By THE NATION
THE PRIVATE Hospitals Association has now thrown support behind the idea of identifying which of its members offer low-cost services.
The move is seen as an effort to minimise impacts from the government’s significant move to control medical prices.
“If implemented, this idea will benefit all sides,” Dr Aurchat Kanjanapitak said yesterday in his capacity as adviser to the association. “Patients will know which hospitals they should go to and make decisions based on their need and preferences.”
He was speaking in response to reports that the Internal Trade Department has come up with a proposal to grant a “Blue Flag” symbol to private institutions that are not expensive.
“If patients can afford it, they can seek luxury or optional medical services provided by some private hospitals.
“If they cannot afford it, they can go to the blue-flag facilities,” Aurchat explained.
He added that with the clear categorisation based on prices, the government should not have the problem of dealing with complaints about patients being overcharged either.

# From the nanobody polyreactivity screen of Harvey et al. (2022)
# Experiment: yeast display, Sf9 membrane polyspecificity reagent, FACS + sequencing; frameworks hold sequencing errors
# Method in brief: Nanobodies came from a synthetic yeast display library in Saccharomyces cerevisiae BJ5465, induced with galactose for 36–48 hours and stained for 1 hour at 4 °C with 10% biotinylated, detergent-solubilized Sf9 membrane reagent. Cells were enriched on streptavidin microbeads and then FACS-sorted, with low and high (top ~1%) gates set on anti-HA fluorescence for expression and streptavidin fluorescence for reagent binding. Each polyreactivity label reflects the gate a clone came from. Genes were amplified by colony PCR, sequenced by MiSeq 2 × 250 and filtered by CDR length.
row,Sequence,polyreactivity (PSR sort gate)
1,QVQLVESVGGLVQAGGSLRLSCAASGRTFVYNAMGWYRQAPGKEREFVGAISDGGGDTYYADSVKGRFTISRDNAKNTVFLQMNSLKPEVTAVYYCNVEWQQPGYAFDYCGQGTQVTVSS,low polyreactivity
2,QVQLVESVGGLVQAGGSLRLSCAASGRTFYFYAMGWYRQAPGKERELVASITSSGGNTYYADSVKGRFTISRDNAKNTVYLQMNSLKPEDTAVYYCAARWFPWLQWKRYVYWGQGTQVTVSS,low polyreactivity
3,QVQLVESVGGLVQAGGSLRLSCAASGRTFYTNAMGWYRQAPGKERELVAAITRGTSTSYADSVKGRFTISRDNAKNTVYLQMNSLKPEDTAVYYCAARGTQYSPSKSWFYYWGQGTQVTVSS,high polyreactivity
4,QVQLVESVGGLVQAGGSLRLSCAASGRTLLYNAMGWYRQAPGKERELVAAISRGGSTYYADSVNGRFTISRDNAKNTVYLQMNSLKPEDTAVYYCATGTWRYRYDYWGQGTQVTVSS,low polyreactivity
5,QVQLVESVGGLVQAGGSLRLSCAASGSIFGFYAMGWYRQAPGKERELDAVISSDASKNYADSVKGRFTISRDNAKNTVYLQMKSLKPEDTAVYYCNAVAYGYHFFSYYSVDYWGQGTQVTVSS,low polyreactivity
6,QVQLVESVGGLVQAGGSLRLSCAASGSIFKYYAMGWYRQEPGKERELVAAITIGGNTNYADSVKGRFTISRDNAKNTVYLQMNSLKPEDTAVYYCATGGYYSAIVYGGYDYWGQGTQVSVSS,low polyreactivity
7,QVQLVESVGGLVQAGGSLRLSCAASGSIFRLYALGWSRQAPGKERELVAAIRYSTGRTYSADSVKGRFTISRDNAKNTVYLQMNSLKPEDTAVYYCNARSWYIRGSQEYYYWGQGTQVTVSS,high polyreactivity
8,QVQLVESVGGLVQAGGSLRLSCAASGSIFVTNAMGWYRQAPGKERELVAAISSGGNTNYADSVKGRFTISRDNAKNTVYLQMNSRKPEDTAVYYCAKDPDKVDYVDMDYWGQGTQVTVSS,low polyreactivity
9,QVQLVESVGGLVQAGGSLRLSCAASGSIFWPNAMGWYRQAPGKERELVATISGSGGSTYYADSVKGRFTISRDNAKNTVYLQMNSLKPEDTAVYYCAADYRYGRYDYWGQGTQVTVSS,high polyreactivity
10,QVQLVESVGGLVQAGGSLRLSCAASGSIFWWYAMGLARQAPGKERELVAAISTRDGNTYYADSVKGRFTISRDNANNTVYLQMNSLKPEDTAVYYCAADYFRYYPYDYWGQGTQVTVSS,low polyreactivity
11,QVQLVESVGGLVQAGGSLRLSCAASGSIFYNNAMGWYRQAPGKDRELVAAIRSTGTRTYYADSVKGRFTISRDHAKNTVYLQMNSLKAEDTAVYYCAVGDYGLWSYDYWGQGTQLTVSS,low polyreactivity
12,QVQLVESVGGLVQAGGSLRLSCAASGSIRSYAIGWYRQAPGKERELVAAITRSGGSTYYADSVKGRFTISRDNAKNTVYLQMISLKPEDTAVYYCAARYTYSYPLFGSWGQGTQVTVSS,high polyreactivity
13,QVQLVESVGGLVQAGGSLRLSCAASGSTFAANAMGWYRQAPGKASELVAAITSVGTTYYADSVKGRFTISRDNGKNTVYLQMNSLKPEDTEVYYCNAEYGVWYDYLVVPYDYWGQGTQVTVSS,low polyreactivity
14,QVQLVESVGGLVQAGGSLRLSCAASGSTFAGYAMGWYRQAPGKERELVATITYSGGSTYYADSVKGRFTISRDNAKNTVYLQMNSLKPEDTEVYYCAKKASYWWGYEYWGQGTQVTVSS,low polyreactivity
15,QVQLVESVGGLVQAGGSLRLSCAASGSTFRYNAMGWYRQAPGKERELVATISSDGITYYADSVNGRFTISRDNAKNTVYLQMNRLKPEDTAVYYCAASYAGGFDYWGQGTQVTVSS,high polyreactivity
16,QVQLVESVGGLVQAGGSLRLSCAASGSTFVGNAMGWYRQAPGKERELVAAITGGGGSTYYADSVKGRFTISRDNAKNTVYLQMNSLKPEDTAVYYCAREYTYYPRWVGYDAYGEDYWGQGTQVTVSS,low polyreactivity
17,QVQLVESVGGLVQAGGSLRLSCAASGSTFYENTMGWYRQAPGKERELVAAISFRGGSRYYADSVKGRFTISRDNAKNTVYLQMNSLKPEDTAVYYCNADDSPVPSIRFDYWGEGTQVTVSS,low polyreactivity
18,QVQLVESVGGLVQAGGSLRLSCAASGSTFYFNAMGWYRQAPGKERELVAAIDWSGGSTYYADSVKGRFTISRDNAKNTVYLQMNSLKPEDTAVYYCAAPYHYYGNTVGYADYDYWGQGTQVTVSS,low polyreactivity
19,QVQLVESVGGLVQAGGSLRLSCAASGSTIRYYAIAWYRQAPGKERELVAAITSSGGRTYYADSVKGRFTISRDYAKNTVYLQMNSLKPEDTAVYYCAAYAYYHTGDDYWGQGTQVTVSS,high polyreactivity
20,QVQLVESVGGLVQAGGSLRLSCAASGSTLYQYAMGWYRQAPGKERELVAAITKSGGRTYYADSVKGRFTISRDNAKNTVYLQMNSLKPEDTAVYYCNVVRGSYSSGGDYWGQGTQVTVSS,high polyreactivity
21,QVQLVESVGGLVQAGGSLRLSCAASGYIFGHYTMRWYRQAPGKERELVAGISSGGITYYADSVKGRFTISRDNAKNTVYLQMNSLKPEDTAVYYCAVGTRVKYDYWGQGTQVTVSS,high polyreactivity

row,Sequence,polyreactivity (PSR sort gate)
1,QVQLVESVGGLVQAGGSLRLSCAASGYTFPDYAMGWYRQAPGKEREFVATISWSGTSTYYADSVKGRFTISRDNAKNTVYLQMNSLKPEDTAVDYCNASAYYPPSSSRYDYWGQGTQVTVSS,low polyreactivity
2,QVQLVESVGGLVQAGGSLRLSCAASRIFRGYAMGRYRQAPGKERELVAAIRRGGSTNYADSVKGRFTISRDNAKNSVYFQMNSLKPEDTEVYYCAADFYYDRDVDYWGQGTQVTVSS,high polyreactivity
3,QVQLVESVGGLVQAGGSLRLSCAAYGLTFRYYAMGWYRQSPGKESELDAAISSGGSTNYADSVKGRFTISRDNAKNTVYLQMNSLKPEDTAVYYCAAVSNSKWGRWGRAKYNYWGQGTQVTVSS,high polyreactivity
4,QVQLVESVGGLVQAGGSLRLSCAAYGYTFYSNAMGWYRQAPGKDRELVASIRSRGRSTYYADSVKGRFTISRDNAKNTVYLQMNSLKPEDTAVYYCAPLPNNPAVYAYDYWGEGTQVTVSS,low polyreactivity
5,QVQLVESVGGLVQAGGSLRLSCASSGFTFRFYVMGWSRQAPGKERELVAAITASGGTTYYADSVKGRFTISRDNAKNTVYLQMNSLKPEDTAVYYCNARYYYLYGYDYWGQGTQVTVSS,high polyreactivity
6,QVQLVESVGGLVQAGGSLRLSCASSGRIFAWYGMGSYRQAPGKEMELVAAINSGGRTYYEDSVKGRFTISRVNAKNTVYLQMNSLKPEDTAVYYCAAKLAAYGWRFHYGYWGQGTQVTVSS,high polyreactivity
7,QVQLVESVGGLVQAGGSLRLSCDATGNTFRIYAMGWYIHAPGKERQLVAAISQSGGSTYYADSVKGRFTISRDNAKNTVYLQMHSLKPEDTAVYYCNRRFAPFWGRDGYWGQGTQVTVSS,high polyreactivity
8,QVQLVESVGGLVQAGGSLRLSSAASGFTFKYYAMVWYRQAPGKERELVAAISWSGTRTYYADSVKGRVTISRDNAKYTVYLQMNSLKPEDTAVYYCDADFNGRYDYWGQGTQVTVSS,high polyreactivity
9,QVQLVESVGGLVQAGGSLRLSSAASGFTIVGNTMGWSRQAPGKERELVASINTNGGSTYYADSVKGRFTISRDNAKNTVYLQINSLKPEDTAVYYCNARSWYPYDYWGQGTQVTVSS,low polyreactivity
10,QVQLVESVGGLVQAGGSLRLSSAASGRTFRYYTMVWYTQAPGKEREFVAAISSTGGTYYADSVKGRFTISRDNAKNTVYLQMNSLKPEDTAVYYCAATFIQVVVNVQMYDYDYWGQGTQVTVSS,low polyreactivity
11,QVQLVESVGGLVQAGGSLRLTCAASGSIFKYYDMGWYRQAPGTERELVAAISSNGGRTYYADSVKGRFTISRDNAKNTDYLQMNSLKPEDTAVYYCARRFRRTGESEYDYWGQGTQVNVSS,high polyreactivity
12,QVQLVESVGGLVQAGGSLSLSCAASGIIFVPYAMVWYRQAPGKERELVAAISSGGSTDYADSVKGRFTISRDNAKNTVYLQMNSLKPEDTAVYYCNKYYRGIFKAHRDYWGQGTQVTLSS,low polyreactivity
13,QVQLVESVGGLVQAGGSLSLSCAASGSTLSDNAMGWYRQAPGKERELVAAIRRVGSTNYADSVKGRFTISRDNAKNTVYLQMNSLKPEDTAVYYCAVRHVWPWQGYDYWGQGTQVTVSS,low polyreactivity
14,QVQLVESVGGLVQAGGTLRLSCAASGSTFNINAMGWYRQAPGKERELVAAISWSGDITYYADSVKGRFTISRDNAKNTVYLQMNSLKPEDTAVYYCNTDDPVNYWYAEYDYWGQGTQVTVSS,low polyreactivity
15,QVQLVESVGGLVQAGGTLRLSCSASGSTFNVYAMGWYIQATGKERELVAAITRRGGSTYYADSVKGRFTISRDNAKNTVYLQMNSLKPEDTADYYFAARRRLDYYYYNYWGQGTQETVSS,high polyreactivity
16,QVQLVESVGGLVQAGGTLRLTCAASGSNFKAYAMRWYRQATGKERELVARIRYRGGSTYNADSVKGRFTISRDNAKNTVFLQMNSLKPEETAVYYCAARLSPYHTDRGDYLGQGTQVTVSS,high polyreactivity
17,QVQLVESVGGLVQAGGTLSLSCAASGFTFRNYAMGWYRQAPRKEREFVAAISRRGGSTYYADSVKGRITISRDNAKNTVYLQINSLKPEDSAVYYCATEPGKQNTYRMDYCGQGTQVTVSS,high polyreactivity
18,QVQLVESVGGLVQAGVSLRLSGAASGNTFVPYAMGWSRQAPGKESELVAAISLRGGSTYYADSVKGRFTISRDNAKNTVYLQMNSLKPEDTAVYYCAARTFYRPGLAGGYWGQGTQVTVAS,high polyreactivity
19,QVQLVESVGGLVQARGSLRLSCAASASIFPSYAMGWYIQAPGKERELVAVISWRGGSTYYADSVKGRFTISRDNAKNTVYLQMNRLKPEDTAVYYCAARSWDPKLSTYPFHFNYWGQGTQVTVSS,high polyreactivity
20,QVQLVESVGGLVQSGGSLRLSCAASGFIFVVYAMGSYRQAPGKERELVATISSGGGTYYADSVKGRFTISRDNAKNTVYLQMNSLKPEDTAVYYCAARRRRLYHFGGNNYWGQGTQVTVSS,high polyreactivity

Aurchat was confident that many private hospitals will be willing to join the blue-flag project.
Preeyanan Lorsermwattana, who heads the Network of Medical Malpractice Victims, said yesterday she was not yet aware of the details concerning the blue-flag hospital plan, but agreed with it in principle.
“It’s a good idea. But I must emphasise that we will need a good implementation plan for it,” she said.
Earlier this year, the government took concrete steps towards controlling medical prices, including medicines and medical services, after many patients cried foul over the hefty fees charged by private hospitals.
One patient, for instance, was recently charged Bt30,000 for the treatment of basic diarrhoea symptoms.
Meanwhile, an informed source said the Internal Trade Department will summon some 70 private hospitals to explain why they set such high profit margins for medicines.
“Some medicines are sold up to 8,766.79 per cent more than buying prices,” the source said.
In some places, cancer patients are charged Bt400,000 for medicines with a cost price of Bt140,000.
Hospitals that are not able to sufficiently justify the price mark-up will face a jail term of up to seven years and/or a fine of Bt140,000.